Human rights lawyer Yara Sallam will not lose her constitutional right to vote, an administrative court ruled Thursday, despite a previous conviction on protest-related charges.
Sallam realized she had been taken off the voter registry on November 1, when she searched the High Elections Commission (HEC) website to see which polling station she should vote at in the parliamentary elections, said a statement from the Egyptian Initiative for Personal Rights (EIPR, where Sallam is a staff member). Sallam submitted a petition to the HEC on November 2 to be added to the registry, but was told they wouldn’t consider her case until after the elections. The next day, Sallam appealed the HEC decision in front of an administrative court.
Sallam was arrested in June 2014 with 23 other people in front of the Ettehadiya Presidential Palace as they protested for the release of political prisoners and the repeal of the protest law. She was sentenced to two years in prison for protesting without authorization, but was released in September in a presidential pardon of 100 activists sentenced in politically motivated cases.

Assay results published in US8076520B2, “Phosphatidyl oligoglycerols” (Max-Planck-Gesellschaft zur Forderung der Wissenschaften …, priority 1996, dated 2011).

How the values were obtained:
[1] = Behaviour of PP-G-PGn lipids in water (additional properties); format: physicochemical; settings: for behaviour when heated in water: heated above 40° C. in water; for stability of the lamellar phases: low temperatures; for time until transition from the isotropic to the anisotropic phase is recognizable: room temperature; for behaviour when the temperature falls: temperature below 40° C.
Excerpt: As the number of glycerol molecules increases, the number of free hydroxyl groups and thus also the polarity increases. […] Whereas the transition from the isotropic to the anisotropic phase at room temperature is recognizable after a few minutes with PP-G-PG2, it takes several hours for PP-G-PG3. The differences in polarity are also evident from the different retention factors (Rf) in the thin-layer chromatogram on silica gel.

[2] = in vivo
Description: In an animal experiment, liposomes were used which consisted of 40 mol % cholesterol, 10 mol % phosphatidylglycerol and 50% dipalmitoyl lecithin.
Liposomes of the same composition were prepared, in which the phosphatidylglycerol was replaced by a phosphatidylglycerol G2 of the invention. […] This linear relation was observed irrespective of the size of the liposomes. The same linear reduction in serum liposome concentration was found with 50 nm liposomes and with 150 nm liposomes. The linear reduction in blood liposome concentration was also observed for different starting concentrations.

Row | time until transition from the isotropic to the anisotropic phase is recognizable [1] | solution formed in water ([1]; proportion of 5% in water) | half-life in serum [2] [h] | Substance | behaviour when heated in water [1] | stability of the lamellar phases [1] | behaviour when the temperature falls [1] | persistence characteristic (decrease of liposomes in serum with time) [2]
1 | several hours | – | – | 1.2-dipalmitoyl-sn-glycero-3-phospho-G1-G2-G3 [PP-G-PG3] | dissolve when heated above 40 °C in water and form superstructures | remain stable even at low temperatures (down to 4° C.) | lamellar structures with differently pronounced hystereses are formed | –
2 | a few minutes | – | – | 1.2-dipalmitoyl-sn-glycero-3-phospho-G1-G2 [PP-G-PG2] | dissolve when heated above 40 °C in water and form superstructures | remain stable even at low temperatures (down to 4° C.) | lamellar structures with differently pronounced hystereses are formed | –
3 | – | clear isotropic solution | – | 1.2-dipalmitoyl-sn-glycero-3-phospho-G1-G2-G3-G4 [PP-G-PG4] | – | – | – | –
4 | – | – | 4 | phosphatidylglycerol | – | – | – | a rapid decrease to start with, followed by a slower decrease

Under Egyptian law, citizens convicted of certain felony crimes may be stripped of political rights, the court’s ruling noted, but Sallam had been convicted of a misdemeanor. The judge found Sallam’s removal from the voter registry both unlawful and unconstitutional.
“The EIPR welcomes this ruling as a victory for citizens’ right to political participation,” the group’s statement said. “We hope that the HEC complies with the judgment by correcting other errors made against all persons convicted in similar cases. The EIPR stresses the duty of the HEC and other competent constitutional bodies to encourage citizens’ political participation and to lift all obstacles they face.”